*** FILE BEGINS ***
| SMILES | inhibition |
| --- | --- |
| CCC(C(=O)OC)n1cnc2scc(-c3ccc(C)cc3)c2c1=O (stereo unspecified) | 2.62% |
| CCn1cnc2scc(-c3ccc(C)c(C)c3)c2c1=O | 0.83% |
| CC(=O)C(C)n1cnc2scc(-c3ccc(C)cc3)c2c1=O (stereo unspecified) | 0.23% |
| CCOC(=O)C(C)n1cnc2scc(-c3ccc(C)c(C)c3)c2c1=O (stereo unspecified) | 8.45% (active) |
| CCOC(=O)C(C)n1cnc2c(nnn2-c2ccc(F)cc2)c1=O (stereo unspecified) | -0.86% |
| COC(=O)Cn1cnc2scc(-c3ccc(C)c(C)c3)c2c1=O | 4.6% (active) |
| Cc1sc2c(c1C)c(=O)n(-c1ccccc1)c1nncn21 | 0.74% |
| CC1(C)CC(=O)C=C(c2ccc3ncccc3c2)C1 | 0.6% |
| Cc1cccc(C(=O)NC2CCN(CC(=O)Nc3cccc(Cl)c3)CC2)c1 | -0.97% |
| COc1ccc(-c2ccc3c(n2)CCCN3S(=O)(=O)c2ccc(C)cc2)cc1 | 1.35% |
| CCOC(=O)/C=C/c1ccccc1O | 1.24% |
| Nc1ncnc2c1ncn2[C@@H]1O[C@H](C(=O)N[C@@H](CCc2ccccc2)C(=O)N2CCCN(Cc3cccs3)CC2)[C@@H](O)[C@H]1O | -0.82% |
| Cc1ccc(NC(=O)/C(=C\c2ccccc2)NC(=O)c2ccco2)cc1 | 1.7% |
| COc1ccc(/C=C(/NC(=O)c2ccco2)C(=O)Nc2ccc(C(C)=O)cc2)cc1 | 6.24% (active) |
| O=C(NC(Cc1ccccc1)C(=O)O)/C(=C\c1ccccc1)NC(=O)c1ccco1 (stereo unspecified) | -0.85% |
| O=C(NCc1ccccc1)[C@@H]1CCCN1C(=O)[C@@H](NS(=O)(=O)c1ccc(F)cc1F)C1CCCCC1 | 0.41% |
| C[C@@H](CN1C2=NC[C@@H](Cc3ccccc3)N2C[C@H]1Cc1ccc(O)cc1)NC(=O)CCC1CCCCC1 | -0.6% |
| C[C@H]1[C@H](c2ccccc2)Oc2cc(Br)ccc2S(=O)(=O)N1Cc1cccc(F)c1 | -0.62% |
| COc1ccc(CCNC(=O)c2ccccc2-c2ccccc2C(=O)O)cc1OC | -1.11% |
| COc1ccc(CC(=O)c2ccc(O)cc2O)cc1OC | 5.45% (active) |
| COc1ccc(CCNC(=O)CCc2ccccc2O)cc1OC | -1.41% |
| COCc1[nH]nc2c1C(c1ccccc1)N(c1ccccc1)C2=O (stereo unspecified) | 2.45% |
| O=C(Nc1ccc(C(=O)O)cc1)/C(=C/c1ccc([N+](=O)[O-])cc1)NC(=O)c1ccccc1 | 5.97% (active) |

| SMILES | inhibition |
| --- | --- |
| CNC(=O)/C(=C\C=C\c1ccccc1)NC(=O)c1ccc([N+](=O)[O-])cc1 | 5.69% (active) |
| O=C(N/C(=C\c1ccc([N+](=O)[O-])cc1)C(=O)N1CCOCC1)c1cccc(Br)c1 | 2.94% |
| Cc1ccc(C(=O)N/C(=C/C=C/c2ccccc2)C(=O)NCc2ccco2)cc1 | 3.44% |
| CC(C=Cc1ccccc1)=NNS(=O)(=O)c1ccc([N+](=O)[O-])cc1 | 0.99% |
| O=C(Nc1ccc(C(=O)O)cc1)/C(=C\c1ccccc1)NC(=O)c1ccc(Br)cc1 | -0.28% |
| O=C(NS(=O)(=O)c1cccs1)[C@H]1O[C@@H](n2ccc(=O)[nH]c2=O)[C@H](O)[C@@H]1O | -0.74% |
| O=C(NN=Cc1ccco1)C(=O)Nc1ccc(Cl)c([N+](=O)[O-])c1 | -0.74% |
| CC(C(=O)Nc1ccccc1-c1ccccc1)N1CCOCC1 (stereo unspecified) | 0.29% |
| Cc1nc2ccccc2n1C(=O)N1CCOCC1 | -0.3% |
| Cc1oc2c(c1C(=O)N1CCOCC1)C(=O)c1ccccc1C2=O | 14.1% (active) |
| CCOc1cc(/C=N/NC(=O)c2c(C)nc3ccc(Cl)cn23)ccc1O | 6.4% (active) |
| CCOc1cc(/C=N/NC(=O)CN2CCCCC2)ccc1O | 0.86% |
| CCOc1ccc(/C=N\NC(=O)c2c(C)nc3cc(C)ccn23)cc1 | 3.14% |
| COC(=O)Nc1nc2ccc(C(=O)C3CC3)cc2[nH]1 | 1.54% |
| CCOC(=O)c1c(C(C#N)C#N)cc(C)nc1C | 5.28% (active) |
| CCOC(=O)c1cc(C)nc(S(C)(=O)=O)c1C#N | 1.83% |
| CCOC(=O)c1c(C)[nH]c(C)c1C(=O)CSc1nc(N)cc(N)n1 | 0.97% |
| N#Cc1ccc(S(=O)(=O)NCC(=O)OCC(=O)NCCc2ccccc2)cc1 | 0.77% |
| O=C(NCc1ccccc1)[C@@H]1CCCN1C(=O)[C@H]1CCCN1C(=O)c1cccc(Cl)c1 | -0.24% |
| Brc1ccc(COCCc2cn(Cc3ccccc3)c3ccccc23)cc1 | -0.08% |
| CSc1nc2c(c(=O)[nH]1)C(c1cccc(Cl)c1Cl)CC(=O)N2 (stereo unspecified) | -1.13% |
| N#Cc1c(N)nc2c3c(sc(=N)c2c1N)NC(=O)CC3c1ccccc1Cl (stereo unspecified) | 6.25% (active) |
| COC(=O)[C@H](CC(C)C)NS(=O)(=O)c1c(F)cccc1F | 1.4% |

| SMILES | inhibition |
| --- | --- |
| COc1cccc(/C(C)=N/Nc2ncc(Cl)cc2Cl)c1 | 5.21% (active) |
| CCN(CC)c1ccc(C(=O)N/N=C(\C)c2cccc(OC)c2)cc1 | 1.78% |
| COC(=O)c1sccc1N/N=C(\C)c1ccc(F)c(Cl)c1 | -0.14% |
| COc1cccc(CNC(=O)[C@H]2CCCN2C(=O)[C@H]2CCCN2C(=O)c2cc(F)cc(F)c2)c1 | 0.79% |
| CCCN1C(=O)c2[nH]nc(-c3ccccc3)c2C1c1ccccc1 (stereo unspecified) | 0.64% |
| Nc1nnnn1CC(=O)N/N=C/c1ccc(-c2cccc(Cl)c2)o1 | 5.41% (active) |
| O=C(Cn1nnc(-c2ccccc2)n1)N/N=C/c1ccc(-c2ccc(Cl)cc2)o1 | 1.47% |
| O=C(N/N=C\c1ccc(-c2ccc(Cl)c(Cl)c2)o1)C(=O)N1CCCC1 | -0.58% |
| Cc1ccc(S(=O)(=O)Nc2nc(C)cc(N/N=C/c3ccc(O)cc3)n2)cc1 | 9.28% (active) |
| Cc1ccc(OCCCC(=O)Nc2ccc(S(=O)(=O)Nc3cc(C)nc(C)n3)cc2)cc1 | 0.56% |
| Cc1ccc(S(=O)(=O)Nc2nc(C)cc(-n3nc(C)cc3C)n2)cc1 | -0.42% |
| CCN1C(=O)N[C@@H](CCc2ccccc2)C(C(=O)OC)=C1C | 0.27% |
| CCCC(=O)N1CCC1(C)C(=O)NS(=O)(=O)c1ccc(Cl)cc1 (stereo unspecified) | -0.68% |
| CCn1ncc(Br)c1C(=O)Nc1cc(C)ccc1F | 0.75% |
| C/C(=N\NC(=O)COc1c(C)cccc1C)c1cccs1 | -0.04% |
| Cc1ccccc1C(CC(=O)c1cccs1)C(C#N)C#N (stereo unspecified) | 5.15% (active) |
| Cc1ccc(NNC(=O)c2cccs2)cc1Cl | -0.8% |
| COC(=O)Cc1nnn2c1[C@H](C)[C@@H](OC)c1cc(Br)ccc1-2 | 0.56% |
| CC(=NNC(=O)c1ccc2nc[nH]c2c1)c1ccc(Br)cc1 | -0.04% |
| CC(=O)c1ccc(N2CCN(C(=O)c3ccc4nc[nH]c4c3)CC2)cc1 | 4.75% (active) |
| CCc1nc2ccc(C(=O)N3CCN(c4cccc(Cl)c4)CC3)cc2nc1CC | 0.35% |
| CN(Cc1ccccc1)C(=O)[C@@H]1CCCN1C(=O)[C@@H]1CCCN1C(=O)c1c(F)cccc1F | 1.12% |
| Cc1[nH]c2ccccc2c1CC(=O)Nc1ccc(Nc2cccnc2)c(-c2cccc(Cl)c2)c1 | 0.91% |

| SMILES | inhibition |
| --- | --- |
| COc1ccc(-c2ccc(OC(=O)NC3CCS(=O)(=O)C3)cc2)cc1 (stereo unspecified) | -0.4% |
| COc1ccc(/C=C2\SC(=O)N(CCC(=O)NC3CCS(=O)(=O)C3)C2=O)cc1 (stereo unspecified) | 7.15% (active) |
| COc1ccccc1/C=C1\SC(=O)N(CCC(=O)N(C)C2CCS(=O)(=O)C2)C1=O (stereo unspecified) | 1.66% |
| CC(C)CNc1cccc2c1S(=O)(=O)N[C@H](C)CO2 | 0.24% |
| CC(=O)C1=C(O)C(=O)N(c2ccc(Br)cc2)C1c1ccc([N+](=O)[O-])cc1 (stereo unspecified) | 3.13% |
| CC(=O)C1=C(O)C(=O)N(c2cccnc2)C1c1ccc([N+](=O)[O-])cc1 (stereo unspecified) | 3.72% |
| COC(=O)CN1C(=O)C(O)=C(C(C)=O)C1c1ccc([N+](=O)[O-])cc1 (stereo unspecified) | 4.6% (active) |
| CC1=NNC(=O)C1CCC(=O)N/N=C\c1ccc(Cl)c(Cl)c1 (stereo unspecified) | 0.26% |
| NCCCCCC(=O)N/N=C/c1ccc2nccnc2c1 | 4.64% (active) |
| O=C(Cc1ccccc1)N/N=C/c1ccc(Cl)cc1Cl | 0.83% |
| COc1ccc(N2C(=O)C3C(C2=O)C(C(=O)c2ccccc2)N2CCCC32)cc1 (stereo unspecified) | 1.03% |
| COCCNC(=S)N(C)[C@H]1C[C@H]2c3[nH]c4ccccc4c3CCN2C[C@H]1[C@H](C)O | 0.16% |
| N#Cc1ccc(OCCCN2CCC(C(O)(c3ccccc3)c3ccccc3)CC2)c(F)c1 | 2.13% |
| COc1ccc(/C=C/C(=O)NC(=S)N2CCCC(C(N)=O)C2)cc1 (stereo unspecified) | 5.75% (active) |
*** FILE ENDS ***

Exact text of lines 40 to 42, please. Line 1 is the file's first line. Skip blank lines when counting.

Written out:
| CCOc1ccc(/C=N\NC(=O)c2c(C)nc3cc(C)ccn23)cc1 | 3.14% |
| COC(=O)Nc1nc2ccc(C(=O)C3CC3)cc2[nH]1 | 1.54% |
| CCOC(=O)c1c(C(C#N)C#N)cc(C)nc1C | 5.28% (active) |